It is easy to see why this won't work. If we are trying to evaluate the results of an actual religion, in the actual world, then we cannot automatically put everything good into the religious category, and chalk up everything evil to non-religion.
The second, a remarkably stupid one propagated by Karen Armstrong, is that religious wars of the Middle Ages weren't really religious, because there was not separation at the time between religious and secular realms. Everything was religious.
First of all, there is the whole business about religion before the modern period never having been considered a separate activity but infusing and cohering with all other activities, including state-building, politics and warfare. Religion was part of state-building, and a lot of the violence of our world is the violence of the state.This is true, but the implications are the opposite of those drawn by Armstrong. It is precisely the implication of religion in state violence and non-state terrorism that is at issue, after all, for those in search of secular alternatives.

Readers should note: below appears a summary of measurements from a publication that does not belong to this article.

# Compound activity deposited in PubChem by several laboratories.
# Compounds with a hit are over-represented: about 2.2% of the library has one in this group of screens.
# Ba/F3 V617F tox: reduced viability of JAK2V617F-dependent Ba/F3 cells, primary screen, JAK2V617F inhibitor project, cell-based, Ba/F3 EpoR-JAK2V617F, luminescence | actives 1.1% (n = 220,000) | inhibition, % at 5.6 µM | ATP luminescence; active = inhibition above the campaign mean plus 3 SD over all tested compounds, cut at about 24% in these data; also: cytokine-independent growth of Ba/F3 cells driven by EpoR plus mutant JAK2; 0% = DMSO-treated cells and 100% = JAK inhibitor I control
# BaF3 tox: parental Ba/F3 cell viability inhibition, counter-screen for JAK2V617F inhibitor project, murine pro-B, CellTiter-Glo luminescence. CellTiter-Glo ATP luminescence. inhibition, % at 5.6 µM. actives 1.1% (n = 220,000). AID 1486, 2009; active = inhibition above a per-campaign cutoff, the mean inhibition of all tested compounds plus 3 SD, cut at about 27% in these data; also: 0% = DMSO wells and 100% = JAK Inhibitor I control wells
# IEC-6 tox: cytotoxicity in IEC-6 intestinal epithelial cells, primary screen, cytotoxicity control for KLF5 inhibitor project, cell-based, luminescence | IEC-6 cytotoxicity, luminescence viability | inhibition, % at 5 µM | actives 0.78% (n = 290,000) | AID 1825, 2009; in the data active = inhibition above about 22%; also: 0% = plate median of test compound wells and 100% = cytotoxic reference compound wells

This idea goes hand in hand with the first. Religion itself is pure, so even when it is implicated in one cohesive political war-machine, it retains its purity, somehow.
The third is that religions do not truly preach the horrible things they do preach. Everything unacceptable becomes irrelevant or metaphorical, and people who actually believe that holy books say what they seem to say are naive fundamentalists. Since religion is pure and beyond critique, those who act on what the books actually say are not truly religious. Only the moderate, intellectual type are truly religious. Those who don't actually believe in anything very firmly.